Podhoretz makes fun of Brodsky for his remark that if leaders were selected on the basis of their reading experience and not political prowess, the earth would be a better place.
Podhoretz is missing Brodsky's point. Brodsky is simply saying that if one is able to read the classics then conversely one can think.
The more experiences (real and literary) from which a leader can draw, the better the chances for higher level cognitive solutions to problems.
The key to Brodsky's assertion is reading begets thinking; and while aesthetics and literature are the foundation that great leadership should embrace, Brodsky would not limit potential greatness with these two ingredients alone. The psychology of the individual needs to be examined, too.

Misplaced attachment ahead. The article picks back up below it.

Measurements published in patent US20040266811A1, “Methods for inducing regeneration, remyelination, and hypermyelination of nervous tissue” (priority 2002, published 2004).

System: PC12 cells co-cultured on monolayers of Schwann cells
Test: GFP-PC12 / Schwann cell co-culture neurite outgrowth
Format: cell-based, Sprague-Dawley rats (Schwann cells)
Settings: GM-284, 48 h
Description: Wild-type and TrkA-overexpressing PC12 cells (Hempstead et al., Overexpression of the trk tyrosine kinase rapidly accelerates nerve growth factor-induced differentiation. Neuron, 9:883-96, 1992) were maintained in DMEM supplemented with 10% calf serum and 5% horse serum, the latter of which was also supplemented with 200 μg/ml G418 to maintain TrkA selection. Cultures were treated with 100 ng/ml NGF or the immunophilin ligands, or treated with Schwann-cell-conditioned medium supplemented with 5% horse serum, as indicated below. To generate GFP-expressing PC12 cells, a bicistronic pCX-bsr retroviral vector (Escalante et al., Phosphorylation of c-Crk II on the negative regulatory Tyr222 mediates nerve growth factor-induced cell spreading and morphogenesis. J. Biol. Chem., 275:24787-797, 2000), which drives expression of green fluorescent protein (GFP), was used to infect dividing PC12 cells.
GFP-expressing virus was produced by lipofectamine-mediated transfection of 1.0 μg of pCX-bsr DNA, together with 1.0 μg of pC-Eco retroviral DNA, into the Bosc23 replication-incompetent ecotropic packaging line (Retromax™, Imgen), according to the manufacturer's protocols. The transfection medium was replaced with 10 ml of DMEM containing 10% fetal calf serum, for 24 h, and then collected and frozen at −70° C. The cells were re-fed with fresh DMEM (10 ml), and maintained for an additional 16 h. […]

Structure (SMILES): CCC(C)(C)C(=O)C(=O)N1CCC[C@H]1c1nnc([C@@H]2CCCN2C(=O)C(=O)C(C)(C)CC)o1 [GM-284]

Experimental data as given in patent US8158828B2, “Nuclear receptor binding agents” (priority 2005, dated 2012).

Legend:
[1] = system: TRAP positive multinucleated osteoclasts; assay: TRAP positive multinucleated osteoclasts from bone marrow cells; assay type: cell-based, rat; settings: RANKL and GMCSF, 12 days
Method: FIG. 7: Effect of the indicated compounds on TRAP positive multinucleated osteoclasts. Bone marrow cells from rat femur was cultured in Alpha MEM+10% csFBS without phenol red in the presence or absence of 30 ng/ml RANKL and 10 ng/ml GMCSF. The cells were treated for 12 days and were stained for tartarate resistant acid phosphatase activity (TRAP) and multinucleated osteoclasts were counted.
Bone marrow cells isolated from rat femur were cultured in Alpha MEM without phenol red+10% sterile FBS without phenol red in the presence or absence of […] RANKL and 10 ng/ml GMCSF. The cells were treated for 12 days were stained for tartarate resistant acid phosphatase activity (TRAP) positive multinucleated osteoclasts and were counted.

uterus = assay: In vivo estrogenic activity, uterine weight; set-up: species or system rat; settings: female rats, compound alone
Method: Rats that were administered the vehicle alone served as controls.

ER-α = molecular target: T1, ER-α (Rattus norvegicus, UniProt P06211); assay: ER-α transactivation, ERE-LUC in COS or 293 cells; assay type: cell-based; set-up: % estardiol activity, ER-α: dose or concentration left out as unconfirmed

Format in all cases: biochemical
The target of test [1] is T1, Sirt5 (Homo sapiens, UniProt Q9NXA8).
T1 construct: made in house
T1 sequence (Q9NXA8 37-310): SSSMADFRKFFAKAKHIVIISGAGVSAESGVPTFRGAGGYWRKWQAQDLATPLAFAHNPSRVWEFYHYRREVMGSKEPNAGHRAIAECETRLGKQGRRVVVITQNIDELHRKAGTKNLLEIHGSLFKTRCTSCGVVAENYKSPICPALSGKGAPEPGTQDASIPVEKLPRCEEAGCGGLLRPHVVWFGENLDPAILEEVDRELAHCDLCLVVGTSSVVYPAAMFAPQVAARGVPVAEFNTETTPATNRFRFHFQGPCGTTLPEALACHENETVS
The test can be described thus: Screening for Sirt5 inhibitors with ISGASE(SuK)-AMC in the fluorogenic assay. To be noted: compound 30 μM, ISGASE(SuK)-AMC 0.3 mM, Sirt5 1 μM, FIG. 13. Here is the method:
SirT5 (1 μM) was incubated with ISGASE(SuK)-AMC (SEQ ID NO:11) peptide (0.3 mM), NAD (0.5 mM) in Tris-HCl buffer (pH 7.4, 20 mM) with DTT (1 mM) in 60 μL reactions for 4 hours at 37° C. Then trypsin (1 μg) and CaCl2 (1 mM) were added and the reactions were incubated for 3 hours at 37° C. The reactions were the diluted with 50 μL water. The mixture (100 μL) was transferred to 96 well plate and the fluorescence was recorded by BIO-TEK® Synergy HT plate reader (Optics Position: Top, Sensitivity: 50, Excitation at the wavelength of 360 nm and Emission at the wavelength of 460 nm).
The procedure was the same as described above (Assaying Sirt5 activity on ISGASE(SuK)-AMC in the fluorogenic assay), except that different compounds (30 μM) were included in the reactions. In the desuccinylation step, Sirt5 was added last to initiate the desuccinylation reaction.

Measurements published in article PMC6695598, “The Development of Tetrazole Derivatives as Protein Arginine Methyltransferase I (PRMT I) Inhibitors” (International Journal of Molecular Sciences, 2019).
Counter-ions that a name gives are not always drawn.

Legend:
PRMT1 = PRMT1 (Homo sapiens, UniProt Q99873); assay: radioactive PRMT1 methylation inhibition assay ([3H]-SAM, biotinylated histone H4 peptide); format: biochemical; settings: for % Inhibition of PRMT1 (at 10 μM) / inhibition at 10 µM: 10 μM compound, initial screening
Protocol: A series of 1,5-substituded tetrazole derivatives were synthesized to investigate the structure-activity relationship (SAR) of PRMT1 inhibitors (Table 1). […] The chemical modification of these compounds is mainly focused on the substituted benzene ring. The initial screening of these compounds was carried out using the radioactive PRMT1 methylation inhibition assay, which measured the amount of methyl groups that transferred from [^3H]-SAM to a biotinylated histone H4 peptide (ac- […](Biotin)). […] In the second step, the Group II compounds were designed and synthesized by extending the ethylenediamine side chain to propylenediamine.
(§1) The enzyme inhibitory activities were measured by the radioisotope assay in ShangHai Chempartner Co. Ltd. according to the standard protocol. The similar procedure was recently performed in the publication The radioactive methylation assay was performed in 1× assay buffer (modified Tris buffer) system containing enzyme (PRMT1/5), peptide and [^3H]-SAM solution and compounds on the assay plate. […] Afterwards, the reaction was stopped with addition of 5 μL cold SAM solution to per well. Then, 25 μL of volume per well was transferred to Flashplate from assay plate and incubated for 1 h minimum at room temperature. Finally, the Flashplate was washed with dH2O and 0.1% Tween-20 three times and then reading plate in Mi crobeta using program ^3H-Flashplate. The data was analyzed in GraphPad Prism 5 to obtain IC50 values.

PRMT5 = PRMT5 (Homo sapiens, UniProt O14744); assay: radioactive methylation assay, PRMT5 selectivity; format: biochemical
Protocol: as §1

Assuming that the leader has a healthy psyche, an appreciation of aesthetics and literature is a plus. The fact that Hitler and Stalin were literate yet awful leaders, as Podhoretz points out, is beside the point when their mental health is examined first.